TJ Leonard, StoryBlocks CEO, says that the trends reflect day to day inspiration. “Today, because of the heaviness of the news cycle, people are aspiring to a simpler and lighter life, they are looking more to those day-to-day connections to give them fulfillment and happiness,” he said. “If the outside world is represented by these weighty topics and personalities, in some ways, we aspire to be more regular. I think that’s really different than marketing trends over the last 50 years. My advice [for photographers and creatives] would be to look for the day to day for inspiration, to look what gives you inspiration in your life, and that’s the type of content that people are looking for their own projects.”
Looking forward to 2018: Adobe predicts creative reality, fluid self as popular ideas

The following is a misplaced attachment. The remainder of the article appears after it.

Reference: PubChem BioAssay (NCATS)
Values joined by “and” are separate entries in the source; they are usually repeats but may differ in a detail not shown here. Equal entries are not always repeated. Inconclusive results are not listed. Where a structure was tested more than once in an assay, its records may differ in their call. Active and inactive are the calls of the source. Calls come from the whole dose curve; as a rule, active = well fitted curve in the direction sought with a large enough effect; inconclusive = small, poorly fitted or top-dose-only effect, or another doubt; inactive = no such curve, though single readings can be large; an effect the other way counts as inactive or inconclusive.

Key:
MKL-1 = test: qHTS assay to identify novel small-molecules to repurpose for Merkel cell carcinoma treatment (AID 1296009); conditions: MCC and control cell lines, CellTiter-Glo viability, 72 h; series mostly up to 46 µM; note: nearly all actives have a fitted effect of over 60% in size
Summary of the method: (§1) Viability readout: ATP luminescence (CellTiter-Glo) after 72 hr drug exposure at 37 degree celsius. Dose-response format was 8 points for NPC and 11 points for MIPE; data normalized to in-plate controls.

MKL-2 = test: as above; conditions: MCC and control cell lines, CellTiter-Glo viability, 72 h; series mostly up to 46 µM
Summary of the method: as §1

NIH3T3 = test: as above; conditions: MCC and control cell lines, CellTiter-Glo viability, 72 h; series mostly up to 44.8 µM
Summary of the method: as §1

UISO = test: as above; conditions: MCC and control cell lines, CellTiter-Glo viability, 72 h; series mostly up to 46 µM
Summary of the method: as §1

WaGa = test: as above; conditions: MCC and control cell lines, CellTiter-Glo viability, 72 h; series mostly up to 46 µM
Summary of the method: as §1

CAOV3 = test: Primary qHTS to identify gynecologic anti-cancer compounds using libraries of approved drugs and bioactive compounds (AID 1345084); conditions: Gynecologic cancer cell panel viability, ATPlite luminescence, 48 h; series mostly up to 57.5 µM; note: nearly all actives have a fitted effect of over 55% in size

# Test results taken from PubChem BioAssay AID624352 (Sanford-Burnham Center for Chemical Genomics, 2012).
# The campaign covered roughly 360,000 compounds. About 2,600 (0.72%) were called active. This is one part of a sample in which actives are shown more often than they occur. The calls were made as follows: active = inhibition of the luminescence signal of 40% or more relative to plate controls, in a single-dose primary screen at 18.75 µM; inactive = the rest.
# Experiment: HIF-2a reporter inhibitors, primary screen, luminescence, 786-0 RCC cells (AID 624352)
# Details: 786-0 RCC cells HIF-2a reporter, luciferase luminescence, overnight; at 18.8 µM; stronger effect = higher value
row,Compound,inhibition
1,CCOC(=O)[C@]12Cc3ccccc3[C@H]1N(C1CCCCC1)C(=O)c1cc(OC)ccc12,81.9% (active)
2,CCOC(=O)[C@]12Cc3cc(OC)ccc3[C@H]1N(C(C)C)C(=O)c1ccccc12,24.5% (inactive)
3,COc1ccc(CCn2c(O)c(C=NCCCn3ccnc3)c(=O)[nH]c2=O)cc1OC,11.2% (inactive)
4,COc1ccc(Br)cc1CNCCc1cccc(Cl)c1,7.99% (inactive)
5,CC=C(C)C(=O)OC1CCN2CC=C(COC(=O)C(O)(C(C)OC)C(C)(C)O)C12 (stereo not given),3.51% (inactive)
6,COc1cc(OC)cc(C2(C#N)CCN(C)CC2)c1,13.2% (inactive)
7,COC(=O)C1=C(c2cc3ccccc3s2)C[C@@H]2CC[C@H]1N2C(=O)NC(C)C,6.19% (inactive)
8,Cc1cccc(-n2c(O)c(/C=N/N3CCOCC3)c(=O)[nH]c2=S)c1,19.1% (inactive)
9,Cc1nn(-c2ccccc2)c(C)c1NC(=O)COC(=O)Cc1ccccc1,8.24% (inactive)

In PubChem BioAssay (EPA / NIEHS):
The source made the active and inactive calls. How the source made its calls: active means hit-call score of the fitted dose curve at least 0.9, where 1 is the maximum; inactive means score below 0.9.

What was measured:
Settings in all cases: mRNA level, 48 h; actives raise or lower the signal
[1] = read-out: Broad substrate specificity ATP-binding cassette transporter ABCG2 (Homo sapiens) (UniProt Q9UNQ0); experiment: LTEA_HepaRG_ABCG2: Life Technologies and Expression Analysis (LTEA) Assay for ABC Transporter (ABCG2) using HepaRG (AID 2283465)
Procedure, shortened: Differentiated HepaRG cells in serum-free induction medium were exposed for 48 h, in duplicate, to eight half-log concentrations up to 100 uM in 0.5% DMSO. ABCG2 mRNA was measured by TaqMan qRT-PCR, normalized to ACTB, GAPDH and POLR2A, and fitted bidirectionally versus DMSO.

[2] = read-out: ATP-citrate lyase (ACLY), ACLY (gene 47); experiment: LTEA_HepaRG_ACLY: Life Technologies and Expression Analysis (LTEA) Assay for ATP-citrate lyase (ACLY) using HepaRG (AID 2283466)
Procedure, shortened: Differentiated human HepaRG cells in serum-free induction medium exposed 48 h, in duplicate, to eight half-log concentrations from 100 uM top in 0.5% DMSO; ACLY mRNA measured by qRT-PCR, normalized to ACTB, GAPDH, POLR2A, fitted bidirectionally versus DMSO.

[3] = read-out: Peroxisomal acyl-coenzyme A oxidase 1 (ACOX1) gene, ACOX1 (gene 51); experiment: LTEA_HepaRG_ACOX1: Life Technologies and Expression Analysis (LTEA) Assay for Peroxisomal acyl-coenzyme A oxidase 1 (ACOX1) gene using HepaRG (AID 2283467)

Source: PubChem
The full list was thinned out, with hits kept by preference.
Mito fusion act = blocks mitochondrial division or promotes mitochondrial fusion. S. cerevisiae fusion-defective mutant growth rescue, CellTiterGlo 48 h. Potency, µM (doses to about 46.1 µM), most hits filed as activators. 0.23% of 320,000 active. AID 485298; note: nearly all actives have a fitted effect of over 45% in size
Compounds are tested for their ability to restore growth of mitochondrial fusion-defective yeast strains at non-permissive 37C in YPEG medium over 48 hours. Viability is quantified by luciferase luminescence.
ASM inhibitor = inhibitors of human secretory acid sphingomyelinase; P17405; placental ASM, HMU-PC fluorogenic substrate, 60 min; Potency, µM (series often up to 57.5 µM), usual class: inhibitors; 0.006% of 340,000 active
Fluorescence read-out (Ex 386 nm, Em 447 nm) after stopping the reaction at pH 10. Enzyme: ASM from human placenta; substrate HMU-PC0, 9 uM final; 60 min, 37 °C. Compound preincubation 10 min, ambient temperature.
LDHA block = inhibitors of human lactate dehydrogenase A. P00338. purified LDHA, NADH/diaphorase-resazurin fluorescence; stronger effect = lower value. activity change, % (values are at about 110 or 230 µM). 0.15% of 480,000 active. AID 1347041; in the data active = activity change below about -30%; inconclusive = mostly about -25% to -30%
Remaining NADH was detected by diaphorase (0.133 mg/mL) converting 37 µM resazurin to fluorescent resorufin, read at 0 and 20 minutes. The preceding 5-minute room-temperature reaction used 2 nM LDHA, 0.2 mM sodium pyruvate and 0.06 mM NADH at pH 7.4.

Adobe looked to both its own stock content as well as other visuals from around the world, including galleries and campaigns, to put together a list of predictions for the type of images that will be the most in demand for 2018. The list of six different categories attempts to pinpoint the types of visual art that will resonate the most with viewers, and a handful continue the idea of mixing real content with creativity.
Creative reality, Adobe says, is a growing trend of turning a scene that exists in real life into a fantasy, blending what’s real with some imagination. The category uses a number of different techniques to create that mix, including the crazy colors of infrared photography, double exposure, software manipulation, unexpected colors or simply props that wouldn’t be normally paired together in an image.